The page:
Feelings are often misunderstood, and a lot of effort goes into distracting our kids and even sometimes ourselves from our feelings. When we can create the space for our own feelings and our kids’ feelings or the feelings of our loved ones, we actually create more opportunity for healing to happen.Today is Time-In Tuesday and we’re talking about feelings and what they have to do with healing.Continue
So much of what we learn in our families growing up and through cultural norms is that the only way to teach our children the “right” way of doing anything is to bring in some pain. Think about it. When we give a consequence or we punish, we’re bringing in some pain to “help” someone learn a lesson. It may bring about a temporary behavior change, but what is happening to our relationship?
Today is Time-in Tuesday and we’re talking about the things we need to do to shift the way we look at relationships to support the healing that is waiting to happen.Continue
We continue our series about Healthy Gaming. Our conversation moves into family disconnections that can happen around technology. How can we stay connected? How do we support our kids to be healthy gamers and respect everyone’s needs and experiences? What can you do when your child doesn’t show up for dinner that doesn’t involve punishment or unplugging the computer or turning off the internet? Alok (aka Dr. K) and Kruti Kanojia, co-founders of Healthy Gamer are back to share their insights.Continue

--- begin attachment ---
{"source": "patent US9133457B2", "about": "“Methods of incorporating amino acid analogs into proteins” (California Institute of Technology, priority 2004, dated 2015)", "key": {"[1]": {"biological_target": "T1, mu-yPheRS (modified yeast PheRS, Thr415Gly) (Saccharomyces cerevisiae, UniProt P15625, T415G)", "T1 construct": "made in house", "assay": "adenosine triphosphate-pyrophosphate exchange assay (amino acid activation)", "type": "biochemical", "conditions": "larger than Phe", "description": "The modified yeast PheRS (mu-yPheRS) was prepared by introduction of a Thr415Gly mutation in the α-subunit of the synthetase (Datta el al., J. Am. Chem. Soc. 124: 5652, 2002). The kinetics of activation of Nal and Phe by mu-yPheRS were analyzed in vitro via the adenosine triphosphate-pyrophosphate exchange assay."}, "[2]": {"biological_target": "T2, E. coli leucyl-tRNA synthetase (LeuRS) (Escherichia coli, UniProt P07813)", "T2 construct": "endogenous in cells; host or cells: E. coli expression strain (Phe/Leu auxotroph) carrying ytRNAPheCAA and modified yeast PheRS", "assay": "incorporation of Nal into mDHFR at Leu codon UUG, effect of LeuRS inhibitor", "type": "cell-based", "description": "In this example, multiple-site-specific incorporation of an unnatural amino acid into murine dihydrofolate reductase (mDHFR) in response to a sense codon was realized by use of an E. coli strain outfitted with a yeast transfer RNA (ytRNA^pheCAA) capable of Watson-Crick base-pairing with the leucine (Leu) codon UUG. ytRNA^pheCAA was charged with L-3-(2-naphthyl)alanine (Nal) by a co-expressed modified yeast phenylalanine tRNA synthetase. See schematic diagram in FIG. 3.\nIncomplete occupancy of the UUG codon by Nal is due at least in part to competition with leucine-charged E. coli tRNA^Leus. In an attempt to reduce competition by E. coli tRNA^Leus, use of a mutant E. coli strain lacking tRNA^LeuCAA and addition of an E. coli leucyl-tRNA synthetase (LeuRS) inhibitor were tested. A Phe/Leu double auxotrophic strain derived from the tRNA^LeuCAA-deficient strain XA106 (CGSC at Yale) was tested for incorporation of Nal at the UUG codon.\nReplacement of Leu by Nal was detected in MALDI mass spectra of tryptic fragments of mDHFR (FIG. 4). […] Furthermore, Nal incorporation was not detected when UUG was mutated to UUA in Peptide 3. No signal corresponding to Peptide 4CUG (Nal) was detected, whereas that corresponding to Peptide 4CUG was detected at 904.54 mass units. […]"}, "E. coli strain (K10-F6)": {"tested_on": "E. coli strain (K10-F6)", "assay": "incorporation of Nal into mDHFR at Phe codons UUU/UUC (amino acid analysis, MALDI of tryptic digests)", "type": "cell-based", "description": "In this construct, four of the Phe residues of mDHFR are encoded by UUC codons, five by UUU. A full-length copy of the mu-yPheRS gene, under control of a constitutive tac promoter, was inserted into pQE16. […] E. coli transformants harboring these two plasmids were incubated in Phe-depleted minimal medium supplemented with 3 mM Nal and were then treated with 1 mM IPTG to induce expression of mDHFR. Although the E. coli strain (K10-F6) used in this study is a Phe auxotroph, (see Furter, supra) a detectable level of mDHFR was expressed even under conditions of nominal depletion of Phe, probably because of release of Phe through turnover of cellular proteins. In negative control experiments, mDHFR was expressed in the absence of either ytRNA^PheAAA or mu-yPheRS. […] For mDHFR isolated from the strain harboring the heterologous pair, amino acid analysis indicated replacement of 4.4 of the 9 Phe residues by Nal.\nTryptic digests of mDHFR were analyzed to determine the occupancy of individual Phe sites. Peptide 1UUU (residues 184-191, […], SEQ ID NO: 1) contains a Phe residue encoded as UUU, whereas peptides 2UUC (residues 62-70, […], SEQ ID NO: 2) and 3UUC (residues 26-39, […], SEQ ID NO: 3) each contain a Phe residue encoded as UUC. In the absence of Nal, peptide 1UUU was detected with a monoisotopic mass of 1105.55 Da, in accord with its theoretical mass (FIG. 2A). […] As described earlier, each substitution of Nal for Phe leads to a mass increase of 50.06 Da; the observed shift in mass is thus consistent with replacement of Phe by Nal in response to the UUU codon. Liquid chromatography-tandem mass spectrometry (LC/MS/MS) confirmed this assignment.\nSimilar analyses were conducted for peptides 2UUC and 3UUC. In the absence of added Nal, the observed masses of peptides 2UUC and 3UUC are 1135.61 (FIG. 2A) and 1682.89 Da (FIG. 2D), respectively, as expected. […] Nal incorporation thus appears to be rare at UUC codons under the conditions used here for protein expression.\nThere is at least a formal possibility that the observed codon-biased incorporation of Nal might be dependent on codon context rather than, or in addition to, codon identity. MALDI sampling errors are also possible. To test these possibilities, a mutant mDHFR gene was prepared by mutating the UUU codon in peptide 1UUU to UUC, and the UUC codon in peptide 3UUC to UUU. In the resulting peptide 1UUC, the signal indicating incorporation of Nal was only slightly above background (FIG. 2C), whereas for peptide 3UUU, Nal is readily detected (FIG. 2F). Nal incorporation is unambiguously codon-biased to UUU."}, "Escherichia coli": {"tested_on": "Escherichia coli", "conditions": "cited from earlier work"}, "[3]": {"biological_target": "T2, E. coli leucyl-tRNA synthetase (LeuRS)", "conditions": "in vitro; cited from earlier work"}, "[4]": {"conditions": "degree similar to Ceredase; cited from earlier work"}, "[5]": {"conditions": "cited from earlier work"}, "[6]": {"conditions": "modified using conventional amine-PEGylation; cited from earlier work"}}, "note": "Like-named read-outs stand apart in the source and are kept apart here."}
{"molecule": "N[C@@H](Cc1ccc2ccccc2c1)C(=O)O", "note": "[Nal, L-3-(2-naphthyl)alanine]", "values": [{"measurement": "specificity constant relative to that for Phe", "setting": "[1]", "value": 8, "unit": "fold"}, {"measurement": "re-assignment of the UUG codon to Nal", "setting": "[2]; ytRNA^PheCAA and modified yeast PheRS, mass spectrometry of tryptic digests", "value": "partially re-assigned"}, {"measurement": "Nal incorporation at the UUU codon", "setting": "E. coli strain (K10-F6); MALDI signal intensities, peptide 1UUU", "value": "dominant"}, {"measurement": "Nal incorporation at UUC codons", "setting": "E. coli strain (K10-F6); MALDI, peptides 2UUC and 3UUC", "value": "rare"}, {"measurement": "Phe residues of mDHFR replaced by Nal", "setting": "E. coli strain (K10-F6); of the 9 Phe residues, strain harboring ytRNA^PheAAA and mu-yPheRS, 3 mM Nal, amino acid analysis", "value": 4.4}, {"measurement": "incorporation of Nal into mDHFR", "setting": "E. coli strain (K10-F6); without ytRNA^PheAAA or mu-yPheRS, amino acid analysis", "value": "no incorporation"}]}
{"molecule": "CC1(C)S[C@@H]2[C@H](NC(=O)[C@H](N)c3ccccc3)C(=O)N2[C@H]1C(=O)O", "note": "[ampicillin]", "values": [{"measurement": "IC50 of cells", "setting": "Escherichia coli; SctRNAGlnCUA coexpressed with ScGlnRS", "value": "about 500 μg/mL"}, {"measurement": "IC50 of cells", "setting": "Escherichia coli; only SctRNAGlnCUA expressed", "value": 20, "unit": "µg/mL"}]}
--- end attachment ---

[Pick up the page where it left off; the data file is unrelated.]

Time-in has become a bit more common a term over the past 5-10 years and the reason is that our new understanding of growing brains supports it. The old way of thinking about time-out was that when a child misbehaves, they need to go away by themselves and think about what they’ve done. Sounds good in theory and it’s probably what was done to you when you were growing up.
Time out is based on Behaviorism, which is all about how learning happens through conditioning–positive or negative reinforcement. In short, if you reward “good” behavior and punish “bad” behavior, children learn what’s appropriate or not. But this theory is missing three important concepts.
Today is Time-In Tuesday and we’re talking about the idea of Time-in, both for you and your child, instead of time-out and why that matters.